Energy Secretary Jennifer Granholm on Sunday criticized Senate Republicans’ negotiating posture in infrastructure talks with the White House as “curious” and “perplexing” — warning that “there will be action” on an expansive legislative package despite a potential failure to strike a bipartisan compromise.
“This has got to be done soon. And without putting a specific date on it … the thing is, it’s just a bit perplexing why the Republicans haven’t moved further on critical pieces,” Granholm told host Jake Tapper on CNN’s “State of the Union.”
The Energy secretary specifically cited investments in the transmission grid, expanding nuclear energy initiatives and addressing the loss of fossil fuel jobs as areas where Senate Republicans could move closer toward the White House’s infrastructure proposal.
“It’s just curious why there isn’t more coming together,” she said.
Granholm’s remarks come after a setback in negotiations last Friday, when President Joe Biden rejected the latest GOP counteroffer from Sen. Shelley Moore Capito (R-W.Va.), which increased Senate Republicans’ previous proposal of $257 billion in new spending by roughly $50 billion, according to the White House.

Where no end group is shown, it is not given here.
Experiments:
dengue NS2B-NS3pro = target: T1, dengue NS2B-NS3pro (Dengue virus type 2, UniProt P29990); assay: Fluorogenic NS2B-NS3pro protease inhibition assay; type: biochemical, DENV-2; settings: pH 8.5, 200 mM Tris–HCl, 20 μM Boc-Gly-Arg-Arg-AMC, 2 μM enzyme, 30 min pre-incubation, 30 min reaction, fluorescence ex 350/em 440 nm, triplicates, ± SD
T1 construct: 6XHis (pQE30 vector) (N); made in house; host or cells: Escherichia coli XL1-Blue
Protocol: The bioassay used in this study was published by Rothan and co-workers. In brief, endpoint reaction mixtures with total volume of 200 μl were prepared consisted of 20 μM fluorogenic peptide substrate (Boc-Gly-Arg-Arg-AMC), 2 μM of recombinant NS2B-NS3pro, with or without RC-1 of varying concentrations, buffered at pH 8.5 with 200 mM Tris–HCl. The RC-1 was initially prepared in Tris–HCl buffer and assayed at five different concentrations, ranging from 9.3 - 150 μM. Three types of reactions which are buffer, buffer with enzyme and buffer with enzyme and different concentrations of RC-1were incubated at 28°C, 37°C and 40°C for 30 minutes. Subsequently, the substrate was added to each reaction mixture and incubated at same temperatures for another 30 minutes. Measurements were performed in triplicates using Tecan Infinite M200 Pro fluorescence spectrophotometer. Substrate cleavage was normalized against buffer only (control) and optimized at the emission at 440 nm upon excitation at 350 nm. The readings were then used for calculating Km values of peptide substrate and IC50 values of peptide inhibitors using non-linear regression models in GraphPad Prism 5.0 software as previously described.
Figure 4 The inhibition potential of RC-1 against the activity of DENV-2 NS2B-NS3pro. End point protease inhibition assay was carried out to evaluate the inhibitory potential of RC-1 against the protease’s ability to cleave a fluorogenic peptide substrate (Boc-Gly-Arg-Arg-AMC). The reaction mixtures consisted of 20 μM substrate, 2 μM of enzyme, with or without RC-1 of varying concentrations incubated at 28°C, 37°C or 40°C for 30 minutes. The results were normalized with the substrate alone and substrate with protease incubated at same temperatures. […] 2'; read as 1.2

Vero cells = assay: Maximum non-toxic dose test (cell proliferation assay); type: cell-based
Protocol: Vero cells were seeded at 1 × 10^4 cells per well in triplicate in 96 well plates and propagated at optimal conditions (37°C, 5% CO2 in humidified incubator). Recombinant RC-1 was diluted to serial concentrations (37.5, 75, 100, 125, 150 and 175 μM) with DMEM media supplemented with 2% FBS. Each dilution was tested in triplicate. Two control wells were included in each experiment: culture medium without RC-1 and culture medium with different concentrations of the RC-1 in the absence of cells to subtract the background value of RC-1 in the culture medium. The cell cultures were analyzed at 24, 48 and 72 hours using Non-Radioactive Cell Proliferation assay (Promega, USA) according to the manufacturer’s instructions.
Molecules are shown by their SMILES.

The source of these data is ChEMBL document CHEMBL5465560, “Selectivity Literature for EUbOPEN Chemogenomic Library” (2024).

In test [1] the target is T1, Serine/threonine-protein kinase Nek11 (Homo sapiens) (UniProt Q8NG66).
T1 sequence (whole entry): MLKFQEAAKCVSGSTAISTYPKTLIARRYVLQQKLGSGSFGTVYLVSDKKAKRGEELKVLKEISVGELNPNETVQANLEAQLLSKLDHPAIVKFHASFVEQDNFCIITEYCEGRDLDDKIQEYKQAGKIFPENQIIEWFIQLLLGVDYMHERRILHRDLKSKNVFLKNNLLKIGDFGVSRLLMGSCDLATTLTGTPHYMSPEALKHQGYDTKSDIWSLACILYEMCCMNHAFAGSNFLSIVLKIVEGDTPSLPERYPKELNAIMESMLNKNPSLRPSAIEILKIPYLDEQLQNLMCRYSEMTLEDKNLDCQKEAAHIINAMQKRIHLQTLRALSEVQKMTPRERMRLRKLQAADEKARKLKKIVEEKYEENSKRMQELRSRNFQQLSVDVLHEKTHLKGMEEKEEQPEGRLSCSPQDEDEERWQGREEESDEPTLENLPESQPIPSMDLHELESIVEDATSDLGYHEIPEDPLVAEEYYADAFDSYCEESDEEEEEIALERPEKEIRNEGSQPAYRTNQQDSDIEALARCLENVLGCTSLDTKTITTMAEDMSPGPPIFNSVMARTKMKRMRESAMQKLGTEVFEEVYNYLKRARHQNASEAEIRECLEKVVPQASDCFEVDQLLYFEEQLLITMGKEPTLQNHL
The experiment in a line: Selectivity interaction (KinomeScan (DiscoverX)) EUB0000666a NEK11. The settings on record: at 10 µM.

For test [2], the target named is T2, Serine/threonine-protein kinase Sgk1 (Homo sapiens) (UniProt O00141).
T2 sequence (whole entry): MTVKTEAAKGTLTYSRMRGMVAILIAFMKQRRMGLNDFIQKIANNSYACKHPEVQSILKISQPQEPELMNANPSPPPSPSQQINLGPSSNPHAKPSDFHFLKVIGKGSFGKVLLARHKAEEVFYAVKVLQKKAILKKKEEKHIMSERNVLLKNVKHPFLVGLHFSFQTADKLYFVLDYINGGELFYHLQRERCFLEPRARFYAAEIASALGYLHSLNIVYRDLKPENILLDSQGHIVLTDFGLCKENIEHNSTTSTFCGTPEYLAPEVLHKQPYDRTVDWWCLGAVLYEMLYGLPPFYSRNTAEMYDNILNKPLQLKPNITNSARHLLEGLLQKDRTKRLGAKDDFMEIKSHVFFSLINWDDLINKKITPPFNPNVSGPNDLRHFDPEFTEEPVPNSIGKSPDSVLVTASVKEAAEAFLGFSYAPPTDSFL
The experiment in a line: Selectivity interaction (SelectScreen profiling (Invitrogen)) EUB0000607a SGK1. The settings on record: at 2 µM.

In an earlier meeting last Wednesday, Biden had pushed Capito to support $1 trillion in new spending, after decreasing his roughly $2.3 trillion initial demand to $1.7 trillion. Biden and Capito are scheduled to speak again Monday.
Sen. Joe Manchin (D-W.Va.), a key vote on any potential package, said Sunday that he was confident a bipartisan deal could be reached. Progressives, however, have urged Biden to pursue the so-called reconciliation process, which would allow Democrats to pass the legislation without Republican votes in the Senate. Meanwhile, the House Transportation and Infrastructure Committee is set to begin work marking up its own infrastructure bill on Wednesday.
“The president still has hope. Joe Manchin still has hope. We all have hope that it can happen. They’ll be talking on Monday. But I can tell you the House will start their markup on Wednesday,” Granholm said on Sunday.
“It is frustrating that there’s not more coming together on this. But the president’s red line, as you have heard, is that inaction is his red line,” she added. “So there will be action. We’re just hopeful that we can see it in a bipartisan way that would be good for the country.”
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